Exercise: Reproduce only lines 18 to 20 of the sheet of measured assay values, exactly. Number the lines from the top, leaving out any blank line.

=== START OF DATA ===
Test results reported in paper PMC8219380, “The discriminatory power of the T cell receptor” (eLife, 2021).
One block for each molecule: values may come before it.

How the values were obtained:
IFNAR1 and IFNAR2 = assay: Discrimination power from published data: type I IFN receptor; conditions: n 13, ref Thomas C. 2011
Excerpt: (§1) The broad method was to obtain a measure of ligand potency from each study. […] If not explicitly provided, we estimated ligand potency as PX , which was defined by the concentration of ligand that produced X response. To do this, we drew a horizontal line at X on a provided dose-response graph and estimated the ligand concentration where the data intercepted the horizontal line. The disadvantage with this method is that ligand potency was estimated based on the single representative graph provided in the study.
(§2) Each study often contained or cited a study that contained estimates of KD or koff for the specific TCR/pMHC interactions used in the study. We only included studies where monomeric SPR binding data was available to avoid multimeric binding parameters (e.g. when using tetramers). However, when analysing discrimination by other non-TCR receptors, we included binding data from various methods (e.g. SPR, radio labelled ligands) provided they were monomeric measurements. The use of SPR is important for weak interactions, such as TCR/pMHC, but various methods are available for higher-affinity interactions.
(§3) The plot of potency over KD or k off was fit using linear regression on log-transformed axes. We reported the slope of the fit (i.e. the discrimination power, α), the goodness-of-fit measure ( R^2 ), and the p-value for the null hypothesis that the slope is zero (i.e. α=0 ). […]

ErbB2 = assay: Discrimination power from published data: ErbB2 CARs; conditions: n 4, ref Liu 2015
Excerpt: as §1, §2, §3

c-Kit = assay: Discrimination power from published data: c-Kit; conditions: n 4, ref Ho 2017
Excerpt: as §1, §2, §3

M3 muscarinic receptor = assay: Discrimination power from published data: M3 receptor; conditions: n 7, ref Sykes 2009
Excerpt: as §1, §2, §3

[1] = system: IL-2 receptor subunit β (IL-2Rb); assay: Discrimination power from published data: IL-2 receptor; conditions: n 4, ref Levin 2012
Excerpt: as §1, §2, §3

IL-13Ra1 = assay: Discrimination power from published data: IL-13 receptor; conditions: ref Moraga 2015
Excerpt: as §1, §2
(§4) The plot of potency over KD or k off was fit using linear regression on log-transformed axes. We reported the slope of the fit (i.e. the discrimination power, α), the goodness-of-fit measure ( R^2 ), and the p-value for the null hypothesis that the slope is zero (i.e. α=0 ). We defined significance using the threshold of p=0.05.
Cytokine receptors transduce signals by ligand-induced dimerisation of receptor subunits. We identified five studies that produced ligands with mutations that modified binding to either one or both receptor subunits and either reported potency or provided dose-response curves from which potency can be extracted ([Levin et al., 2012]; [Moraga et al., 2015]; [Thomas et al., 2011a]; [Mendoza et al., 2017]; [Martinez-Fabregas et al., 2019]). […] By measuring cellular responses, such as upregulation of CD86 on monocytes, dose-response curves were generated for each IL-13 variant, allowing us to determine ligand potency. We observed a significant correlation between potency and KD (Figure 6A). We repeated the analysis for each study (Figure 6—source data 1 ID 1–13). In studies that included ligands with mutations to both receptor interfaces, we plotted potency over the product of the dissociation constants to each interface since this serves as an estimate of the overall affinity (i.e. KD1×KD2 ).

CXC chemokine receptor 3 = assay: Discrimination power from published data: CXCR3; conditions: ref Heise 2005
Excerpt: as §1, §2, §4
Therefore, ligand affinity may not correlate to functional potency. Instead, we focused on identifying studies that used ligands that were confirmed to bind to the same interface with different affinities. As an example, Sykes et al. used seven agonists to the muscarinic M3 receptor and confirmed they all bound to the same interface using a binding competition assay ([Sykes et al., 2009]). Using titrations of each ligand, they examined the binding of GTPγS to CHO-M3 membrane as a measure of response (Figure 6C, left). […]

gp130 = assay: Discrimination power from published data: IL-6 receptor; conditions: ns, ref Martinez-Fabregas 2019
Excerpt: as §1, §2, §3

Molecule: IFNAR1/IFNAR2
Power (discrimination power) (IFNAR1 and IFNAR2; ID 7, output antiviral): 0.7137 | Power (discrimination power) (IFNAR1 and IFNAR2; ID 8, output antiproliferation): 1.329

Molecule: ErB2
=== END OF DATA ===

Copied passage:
(§4) The plot of potency over KD or k off was fit using linear regression on log-transformed axes. We reported the slope of the fit (i.e. the discrimination power, α), the goodness-of-fit measure ( R^2 ), and the p-value for the null hypothesis that the slope is zero (i.e. α=0 ). We defined significance using the threshold of p=0.05.
Cytokine receptors transduce signals by ligand-induced dimerisation of receptor subunits. We identified five studies that produced ligands with mutations that modified binding to either one or both receptor subunits and either reported potency or provided dose-response curves from which potency can be extracted ([Levin et al., 2012]; [Moraga et al., 2015]; [Thomas et al., 2011a]; [Mendoza et al., 2017]; [Martinez-Fabregas et al., 2019]). […] By measuring cellular responses, such as upregulation of CD86 on monocytes, dose-response curves were generated for each IL-13 variant, allowing us to determine ligand potency. We observed a significant correlation between potency and KD (Figure 6A). We repeated the analysis for each study (Figure 6—source data 1 ID 1–13). In studies that included ligands with mutations to both receptor interfaces, we plotted potency over the product of the dissociation constants to each interface since this serves as an estimate of the overall affinity (i.e. KD1×KD2 ).

CXC chemokine receptor 3 = assay: Discrimination power from published data: CXCR3; conditions: ref Heise 2005